Hurricane Rita 2005.What an incredible, insane mess.With reports on the radio of an enormous category 5 storm headed right for Houston came pleads to evacuate.And evacuate we did.We left at 3pm on Wednesday, heading west on I-10.We spent 11 hours in traffic, nearly ran out of gas, and traveled a total of 72 miles before turning around & coming home.After siphoning all the gas out of our 2 other cars into our Suburban (all the gas stations were closed), we tried again Thursday.These pictures are from our trip that day, north on I45 from Houston to Dallas.We left at 8am, arrived at 3am in Dallas, for a total of 19 hours in the car.Fortunately, the storm weakened and didnít hit Houston directly.Next time, most of these people will probably do what I will.Stay home.Better to weather a storm at the house than on the side of the freeway.

 

The traffic went on for as far as you could see.

 

We were dead stopped, with plenty of time to get out & walk around.

 

We were stuck in the hov lane.Concrete barriers prevented us from escaping.

 

The main lanes were actually inching along sometimes.We were at a dead stop.

 

It was hot.The radio said it was 96 degrees, but it was probably more on the concrete.We only had a couple of bottles of water.We even made the dog drink out of a small cup.

 

A lot of people were pushing their cars to save gas.The feeder was also stacked up.

 

There was plenty of time to get out & walk the dog.

 

Or play a game of catch.

 

Or listen to the radio.

 

Some people started taking drastic measures.Like going the wrong way on the opposite feeder.It was a fine idea until the cops made these trucks take a U-turn.

 

By the time they opened up the southbound lanes to northbound traffic, people were anxious.There was a mad dash as cars jockeyed for position on the new road.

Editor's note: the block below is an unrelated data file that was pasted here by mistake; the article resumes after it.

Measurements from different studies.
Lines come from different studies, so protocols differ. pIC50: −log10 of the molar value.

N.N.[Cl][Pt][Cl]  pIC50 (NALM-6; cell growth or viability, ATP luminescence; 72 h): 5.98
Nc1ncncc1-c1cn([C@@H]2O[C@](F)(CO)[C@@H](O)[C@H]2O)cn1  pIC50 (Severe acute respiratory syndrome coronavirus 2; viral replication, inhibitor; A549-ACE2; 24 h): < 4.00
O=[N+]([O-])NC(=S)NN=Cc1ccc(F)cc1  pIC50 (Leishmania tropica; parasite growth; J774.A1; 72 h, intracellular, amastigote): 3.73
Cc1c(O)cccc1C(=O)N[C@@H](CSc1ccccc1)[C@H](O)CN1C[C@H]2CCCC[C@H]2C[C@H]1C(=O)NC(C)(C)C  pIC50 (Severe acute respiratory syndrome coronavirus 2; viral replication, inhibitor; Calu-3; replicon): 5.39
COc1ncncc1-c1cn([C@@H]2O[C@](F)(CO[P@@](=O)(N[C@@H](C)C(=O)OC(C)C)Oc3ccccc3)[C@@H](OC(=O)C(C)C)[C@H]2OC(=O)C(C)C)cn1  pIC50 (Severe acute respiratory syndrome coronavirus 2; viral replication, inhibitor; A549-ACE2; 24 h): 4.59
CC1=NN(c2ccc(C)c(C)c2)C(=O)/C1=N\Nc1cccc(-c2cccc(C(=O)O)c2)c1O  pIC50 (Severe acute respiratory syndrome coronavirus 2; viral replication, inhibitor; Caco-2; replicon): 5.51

But even these new lanes didnít move too fast.Top speed, maybe 10mph for much of the way.

 

By nightfall, you could see long rows of white lights into the darkness.Notice both sides of the freeway are headed north.

 

There were only a few gas stations open along the way.The lines went on forever.

 

From what I hear, trucks came up the freeways and gassed up all the stranded cars, and busses came and picked up anyone whose car had broken down.I donít know how thatís possible, but thatís the story.A friend counted over 300 abandoned cars on the way back to town in one section of hiway.If Rita had traveled on her predicted course, who knows how many hundreds or thousands of people would have had to seek shelter under a bridge, or behind a tree, or under an awning.There has got to be a better way than this.Thank God noone died.Well, except for that bus full of nursing-home patients that blew up.I didnít actually see that, except on the news.We saw plenty of police cars & ambulances speeding by on the south lanes before they were open, and a few tried to squeeze through the traffic, but I have no idea where they were going.Always over the horizon.

 

Next time?I just donít know.Iím not sure you can call the evacuation a success when the storm didnít even hit Houston.We spent over $300 on just gasoline alone, when we could find it.Next time, Iím for darn sure going to bring a few extra gallons of gas, leave the dog home, and pack at least 25 gallons of ice water.It was misery, it really was.But, the story has a good ending, at least.No damage to our property, weíre all alive, and we can all remember the worst traffic jam in the history of the world.Itís always good to have stories to tell.

 

-Mark